Fear Conditioning

Fear Conditioning

Learning to associate unpleasant occurrences with the environmental cues that anticipate such events is a necessary survival skill in animals. The fear conditioning paradigm exemplifies this type of associative learning. For some people, conditional dread could be extremely intense and long-lasting.

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Classical Conditioning

Classical conditioning, also known as Pavlov (classical conditioning)ian conditioning, is the process of learning through associating a neutral input with a physiologically powerful unpleasant response.

Pavlov (classical conditioning) noticed that his dogs salivated whenever he entered the room, even if he did not bring food, since the dogs linked his presence with getting fed.

Pavlov (classical conditioning)’s entry was a neutral stimulus (NS) that did not elicit a reaction in the dogs prior to training. However, after bringing food, an unconditioned stimulus (US), with him every time he entered the room, the entry became a conditioned stimulus (CS) that may cause the dogs to salivate automatically, a phenomenon known as the conditioned responsivity.

Pavlov (classical conditioning)’s entry was a neutral stimulus (NS) that did not elicit a reaction in the dogs prior to training. However, after bringing food, an unconditioned stimulus (US), with him every time he entered the room, the entrance became a conditioned stimulus (CS) that may cause the dogs to salivate automatically, a phenomenon known as the conditioned response (CR).

What Is Fear Conditioning

Fear conditioning is a kind of classical conditioning in which participants learn that specific environmental stimuli (CS) might predict the occurrence of unpleasant events (CR).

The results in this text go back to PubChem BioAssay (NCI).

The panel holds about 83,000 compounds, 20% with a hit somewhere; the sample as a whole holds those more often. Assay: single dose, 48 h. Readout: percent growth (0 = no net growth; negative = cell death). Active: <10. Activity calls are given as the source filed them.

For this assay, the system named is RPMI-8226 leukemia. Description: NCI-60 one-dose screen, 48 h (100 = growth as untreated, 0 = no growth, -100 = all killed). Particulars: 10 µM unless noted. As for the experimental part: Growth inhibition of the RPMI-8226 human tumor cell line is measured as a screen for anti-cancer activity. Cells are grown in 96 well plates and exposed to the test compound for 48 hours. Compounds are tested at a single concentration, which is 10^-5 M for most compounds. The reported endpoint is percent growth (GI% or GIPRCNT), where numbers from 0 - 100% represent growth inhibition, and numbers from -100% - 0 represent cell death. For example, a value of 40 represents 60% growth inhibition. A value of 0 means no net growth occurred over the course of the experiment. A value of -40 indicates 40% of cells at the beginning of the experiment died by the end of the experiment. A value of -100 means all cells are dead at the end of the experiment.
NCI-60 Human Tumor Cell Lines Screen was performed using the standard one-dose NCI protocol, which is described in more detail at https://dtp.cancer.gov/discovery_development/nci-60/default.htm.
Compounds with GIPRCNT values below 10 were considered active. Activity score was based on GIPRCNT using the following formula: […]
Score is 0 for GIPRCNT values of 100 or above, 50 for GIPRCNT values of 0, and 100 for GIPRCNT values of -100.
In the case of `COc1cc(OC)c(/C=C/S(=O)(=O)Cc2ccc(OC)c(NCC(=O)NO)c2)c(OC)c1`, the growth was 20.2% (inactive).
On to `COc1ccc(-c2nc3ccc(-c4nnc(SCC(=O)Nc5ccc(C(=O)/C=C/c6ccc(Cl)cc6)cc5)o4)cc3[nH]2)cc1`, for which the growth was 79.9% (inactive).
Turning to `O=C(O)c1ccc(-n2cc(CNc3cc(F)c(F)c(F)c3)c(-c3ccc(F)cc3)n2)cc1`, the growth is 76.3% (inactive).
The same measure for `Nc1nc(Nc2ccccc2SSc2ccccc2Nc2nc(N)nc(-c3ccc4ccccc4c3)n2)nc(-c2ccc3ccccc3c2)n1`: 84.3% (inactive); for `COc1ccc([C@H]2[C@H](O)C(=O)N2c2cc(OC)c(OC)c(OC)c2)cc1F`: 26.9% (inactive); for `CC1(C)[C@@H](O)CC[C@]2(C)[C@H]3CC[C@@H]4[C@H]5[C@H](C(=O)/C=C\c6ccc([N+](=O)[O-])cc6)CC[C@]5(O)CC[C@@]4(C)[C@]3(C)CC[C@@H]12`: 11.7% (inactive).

It is the technique by which we learn to be afraid of people, objects, locations, and events. This type of fear learning can help us survive in the face of future challenges throughout evolution.

Although conditioned fear is intended to be a survival strategy, uncontrolled conditioned fear may contribute to fear and anxiety disorders in humans, such as panic disorder, particular phobias, or post-traumatic stress disorder (PTSD).

The “Little Albert” Experiment

John Watson and Rosalie Rayner devised a contentious experiment with infant Albert in the 1920s.

The objective was to instil dread of a white rat in the baby. Little Albert had no fear of the rat prior to the trial.

After introducing the rat, a loud and aversive noise was made in the experiment. Watson created the loud, unpleasant noise by hitting a hammer against a hanging steel bar in order to elicit a terror response in tiny Albert. The infant was startled abruptly and burst into a bout of wailing. After numerous repetitions of this technique, tiny Albert began to fear the rat itself.

Even when the rat was not accompanied by the unpleasant sound, young Albert displayed instinctive fear responses such as falling over, sobbing, and crawling away from the rat.

It should be noted that this harsh experiment would not be allowed under contemporary ethical standards.